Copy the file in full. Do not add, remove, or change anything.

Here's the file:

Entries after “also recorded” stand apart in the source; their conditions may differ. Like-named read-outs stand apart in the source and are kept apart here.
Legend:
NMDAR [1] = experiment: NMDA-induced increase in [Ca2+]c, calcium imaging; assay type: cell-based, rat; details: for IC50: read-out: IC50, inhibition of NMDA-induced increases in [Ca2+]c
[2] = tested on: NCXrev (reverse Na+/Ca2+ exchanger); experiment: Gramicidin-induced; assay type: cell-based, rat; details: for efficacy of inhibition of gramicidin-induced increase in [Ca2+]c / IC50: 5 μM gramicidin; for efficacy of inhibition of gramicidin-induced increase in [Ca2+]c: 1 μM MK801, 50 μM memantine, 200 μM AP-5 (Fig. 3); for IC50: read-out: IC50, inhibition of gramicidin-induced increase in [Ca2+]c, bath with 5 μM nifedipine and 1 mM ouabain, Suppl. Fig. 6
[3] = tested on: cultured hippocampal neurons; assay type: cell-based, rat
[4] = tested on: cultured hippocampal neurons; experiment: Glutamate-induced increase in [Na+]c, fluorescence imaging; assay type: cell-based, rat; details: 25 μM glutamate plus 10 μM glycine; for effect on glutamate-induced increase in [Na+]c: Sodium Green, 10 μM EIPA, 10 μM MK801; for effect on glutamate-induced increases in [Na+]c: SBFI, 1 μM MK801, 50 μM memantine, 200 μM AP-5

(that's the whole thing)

Entries after “also recorded” stand apart in the source; their conditions may differ. Like-named read-outs stand apart in the source and are kept apart here.
Legend:
NMDAR [1] = experiment: NMDA-induced increase in [Ca2+]c, calcium imaging; assay type: cell-based, rat; details: for IC50: read-out: IC50, inhibition of NMDA-induced increases in [Ca2+]c
[2] = tested on: NCXrev (reverse Na+/Ca2+ exchanger); experiment: Gramicidin-induced; assay type: cell-based, rat; details: for efficacy of inhibition of gramicidin-induced increase in [Ca2+]c / IC50: 5 μM gramicidin; for efficacy of inhibition of gramicidin-induced increase in [Ca2+]c: 1 μM MK801, 50 μM memantine, 200 μM AP-5 (Fig. 3); for IC50: read-out: IC50, inhibition of gramicidin-induced increase in [Ca2+]c, bath with 5 μM nifedipine and 1 mM ouabain, Suppl. Fig. 6
[3] = tested on: cultured hippocampal neurons; assay type: cell-based, rat
[4] = tested on: cultured hippocampal neurons; experiment: Glutamate-induced increase in [Na+]c, fluorescence imaging; assay type: cell-based, rat; details: 25 μM glutamate plus 10 μM glycine; for effect on glutamate-induced increase in [Na+]c: Sodium Green, 10 μM EIPA, 10 μM MK801; for effect on glutamate-induced increases in [Na+]c: SBFI, 1 μM MK801, 50 μM memantine, 200 μM AP-5